Fernand Baril said he’s lucky to be alive after his house exploded at the moment he frantically tried to get in the front door and try to stop the fire inside.
Baril, 77, and his wife Madeleine Dubuc were shovelling snow outside their Edelweiss home at Chemin du P’tit Canada Jan. 13 when they noticed flames and black smoke billowing from their chimney at around 2:30 p.m. Baril said he sent his wife to call for help from nearby neighbours, while he tried to get into the house to see how bad the situation was.
But as he approached the front door, an explosion knocked the elderly man to the ground.
“As I reached the second or third stair, there was an explosion and the glass shattered, and I was knocked on my back away from the house,” Baril told the Low Down, still shaken from the incident. “I got burns on my face and my eyes, and my winter coat and hat had little burns, like cigarette burns.” He was later taken to emergency to be treated for minor burns on his face and hands, as well as smoke inhalation.
Baril said firefighters told him that they believe the fire started in the oil furnace and spread quickly to the electrical panel and through the walls of the house.
“If I would have entered the house, which I didn’t, they said that I would probably be deceased right now,” added Baril. “I’m alive today, and that’s all that matters.”
It was only a matter of minutes before the whole house was engulfed in flames, and by the time fire crews arrived, the house was beyond saving. Fire crews from La Pêche and Val-des-Monts were able to contain the blaze and prevent it from spreading to nearby homes — some just metres away in the wooded residential area. Baril and Dubuc said they had no choice but to watch flames destroy their house – the place they called home for more than 43 years – and everything in it. Family heirlooms, travel souvenirs, clothing and every family photograph ever taken.
As the couple watched everything they own burn to the ground, neighbours embraced them, police made sure they were safe and comfortable, and the firefighters battled the raging fire.
The couple had nothing but praise for first responders on the scene, who they said did more than just put out the burning building. “We want to thank – more than thank – all the firefighters, all of the police officers that took care of us, that calmed us down,” said 71-year-old Dubuc. “They made sure that the fire stayed on our property and did not attack the property of our neighbours, so we are really grateful for that.”
The Low Down returned to the burned-out site with Baril and Dubuc a week after the fire. It was an emotional moment as the two elderly residents walked amongst the rubble, the smell of smoke and burned materials still in the air.
“It looks like a bomb went off,” said an emotional Dubuc, looking at the charred remains of everything she owned. “We have nothing left. But it’s just material stuff. The memories we have up here,” she said, tapping her head.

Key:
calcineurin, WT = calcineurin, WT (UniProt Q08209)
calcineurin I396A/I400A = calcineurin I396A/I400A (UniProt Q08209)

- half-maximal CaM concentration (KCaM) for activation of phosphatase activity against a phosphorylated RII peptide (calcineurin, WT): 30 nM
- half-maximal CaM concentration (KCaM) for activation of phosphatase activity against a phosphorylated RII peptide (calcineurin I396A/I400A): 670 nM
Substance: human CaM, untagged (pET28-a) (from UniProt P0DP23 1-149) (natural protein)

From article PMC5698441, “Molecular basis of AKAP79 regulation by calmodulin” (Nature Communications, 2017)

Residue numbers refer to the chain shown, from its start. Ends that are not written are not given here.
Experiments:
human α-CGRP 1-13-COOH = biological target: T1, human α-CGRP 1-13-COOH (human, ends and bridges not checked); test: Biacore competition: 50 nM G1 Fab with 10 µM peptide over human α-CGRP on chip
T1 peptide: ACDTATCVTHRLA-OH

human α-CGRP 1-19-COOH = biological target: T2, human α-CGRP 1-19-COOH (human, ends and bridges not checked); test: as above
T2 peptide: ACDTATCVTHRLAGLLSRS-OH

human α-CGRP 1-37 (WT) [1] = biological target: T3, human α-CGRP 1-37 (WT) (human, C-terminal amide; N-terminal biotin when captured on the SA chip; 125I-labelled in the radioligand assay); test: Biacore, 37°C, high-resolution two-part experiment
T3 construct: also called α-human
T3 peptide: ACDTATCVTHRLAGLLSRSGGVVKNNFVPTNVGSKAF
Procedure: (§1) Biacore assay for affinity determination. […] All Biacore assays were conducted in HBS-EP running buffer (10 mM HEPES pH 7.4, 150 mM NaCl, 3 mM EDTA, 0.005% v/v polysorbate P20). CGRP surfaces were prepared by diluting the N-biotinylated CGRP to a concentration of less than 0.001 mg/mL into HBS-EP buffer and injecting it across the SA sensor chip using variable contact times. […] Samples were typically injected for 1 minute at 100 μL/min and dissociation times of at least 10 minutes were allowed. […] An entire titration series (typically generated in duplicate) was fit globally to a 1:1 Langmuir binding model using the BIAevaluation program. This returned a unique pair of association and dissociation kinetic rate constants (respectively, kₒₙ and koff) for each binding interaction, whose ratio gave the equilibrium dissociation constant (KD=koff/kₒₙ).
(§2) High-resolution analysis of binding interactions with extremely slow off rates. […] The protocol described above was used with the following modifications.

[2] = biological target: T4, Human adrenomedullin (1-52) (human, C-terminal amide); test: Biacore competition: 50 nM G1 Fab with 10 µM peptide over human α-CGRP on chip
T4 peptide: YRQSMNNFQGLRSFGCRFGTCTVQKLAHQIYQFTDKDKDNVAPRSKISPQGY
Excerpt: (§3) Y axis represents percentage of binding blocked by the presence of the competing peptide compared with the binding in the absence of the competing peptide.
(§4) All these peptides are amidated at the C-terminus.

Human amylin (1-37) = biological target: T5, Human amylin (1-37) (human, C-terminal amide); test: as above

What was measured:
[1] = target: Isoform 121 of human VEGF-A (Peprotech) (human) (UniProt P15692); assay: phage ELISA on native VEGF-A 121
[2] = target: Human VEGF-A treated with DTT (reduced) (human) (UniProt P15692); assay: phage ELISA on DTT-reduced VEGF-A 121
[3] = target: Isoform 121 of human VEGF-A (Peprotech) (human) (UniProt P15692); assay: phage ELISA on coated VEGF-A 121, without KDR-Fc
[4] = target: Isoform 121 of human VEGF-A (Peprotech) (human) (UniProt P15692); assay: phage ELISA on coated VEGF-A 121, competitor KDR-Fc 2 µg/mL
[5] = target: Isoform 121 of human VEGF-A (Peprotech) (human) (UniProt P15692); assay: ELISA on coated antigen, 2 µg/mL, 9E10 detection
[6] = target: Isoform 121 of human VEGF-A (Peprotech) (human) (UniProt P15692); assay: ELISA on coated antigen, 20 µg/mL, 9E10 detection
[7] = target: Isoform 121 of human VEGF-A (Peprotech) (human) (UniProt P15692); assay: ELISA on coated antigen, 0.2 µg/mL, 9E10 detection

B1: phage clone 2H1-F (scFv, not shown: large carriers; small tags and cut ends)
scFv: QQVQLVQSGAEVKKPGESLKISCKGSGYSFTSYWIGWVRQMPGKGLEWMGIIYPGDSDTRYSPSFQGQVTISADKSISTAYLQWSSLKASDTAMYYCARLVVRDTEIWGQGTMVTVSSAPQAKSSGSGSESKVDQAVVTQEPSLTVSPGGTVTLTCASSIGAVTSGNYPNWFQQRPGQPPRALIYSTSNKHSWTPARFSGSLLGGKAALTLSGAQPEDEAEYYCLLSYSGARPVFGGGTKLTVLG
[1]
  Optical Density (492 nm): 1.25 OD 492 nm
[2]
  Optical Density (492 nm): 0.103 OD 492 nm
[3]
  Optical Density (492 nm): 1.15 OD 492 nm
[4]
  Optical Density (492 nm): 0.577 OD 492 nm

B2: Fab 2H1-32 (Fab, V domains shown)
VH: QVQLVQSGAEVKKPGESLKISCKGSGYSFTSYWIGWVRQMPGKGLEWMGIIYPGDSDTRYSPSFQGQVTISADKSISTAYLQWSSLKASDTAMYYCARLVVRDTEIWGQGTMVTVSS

The couple did not have insurance on the home they owned and are now left to find a new place to live and replace everything they own. Despite losing everything, the two appeared stoic, focused and determined to get back on their feet. Dubuc said the community response has been “overwhelming” at times, but she and Baril are moved by the amount of help being offered by complete strangers. The couple have grown children from separate marriages, but none of the children ever lived in the Edelweiss home.
Community rallies to help
Chantal Leclair, administrative assistant for La Pêche, has been coordinating donation efforts to support the couple in paying their bills, purchasing necessities and looking for a permanent housing solution. She has connected the couple with social organizations, local second-hand stores and set up a bank account at the National Bank in Wakefield for donors who want to help. And in true Hills fashion, the community response to the tragedy has been immediate and generous.
Second-hand stores Rupert Treasures and Nearly New Shop in Chelsea have agreed to open their doors on non-shopping days so that Dubuc and Baril can have the places to themselves when they shop for free. A resident in Low started a GoFundMe page, which has already raised close to $2,000. Nikosi owner Wapokunie Riel-Lachapelle has also agreed to donate a portion of her Wakefield restaurant’s sales during a one-day donation drive on Jan. 29.
“I’m overwhelmed,” said Leclair. “I don’t have the words for that in English.” Leclair started a Facebook page for people to support the couple, and within a few days, over 200 people had joined and were offering items, including furniture, clothing and food. Baril and Dubuc have requested that any food donations be redirected to local food banks.
Seniors organization La Table des Ainés des Collines has also put a social worker in touch with Dubuc and Baril and is helping them stay on top of administrative issues, like getting health cards, IDs and medications ordered. The regional organization that helps to improve the quality of life for senior citizens will also help the couple with rent for the first few months once they find a new home. Dubuc and Baril are currently staying in a family apartment as a temporary solution.
“We thought we would be all alone in this,” said an emotional Dubuc. “We want to thank everyone that came forward offering help in any way or shape.”
The couple cautioned all homeowners never to attempt to enter a burning building and said no matter how old your home is, get insurance “because now we have nothing.” For a list of needed supplies, visit the Facebook group, “Fire chemin p’tit Canada, Edelweiss.” Leclair said there will be a donation drop-off day Jan. 29 at the Black Sheep Inn from 10:30 a.m. to 2 p.m. Those who wish to make a financial donation can do so in person at the National Banque in Wakefield under the account P’tit Canada Fond D’aide. E-transfers can also be sent to donationptitcanada@gmail. com.